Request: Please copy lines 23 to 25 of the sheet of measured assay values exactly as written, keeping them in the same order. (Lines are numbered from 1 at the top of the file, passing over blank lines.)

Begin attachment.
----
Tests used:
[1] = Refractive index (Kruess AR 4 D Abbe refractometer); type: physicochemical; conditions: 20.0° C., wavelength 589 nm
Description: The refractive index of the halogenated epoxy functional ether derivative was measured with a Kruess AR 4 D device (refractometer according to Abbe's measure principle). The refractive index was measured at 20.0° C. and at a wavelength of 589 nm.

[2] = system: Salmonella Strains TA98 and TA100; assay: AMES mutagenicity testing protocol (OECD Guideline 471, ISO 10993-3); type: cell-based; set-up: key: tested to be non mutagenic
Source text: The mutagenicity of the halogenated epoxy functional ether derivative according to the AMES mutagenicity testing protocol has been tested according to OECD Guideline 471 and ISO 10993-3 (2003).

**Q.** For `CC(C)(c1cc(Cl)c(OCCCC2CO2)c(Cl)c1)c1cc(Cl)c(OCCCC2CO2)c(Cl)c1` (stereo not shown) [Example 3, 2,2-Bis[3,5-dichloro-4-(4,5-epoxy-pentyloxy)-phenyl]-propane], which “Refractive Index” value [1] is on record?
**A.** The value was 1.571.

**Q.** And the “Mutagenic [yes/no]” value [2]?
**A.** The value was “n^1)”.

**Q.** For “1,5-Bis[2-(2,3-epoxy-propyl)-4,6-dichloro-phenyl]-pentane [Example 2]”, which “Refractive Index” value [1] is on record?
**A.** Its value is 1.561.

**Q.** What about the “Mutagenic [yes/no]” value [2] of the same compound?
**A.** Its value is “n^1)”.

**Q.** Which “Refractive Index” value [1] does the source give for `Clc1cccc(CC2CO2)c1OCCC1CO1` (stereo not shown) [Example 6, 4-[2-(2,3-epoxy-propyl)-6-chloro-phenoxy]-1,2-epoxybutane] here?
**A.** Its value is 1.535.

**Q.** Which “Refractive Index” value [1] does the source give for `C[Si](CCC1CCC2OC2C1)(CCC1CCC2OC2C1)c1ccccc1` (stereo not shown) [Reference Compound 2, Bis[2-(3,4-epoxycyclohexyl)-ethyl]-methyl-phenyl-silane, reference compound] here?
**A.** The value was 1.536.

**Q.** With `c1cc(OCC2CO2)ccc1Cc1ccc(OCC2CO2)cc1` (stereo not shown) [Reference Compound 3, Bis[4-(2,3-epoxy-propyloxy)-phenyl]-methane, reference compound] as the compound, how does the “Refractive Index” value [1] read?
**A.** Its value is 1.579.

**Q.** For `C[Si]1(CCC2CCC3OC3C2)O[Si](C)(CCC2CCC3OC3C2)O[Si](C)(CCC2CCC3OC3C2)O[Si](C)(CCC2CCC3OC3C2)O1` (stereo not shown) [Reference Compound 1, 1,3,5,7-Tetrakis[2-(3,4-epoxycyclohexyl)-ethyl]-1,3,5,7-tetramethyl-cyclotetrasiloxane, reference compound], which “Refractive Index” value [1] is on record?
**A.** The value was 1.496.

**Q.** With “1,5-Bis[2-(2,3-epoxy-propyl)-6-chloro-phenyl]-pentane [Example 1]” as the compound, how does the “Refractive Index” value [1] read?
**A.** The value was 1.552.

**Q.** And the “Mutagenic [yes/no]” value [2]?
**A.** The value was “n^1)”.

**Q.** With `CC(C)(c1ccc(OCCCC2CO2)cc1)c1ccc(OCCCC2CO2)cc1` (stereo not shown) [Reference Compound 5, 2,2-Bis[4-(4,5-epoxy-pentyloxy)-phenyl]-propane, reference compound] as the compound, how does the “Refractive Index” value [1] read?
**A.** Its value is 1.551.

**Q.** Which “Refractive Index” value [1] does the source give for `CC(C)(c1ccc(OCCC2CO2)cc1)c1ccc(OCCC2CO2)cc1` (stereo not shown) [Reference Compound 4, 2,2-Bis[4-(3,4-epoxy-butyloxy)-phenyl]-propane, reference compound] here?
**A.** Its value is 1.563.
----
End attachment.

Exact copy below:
**A.** The value was 1.552.

**Q.** And the “Mutagenic [yes/no]” value [2]?
**A.** The value was “n^1)”.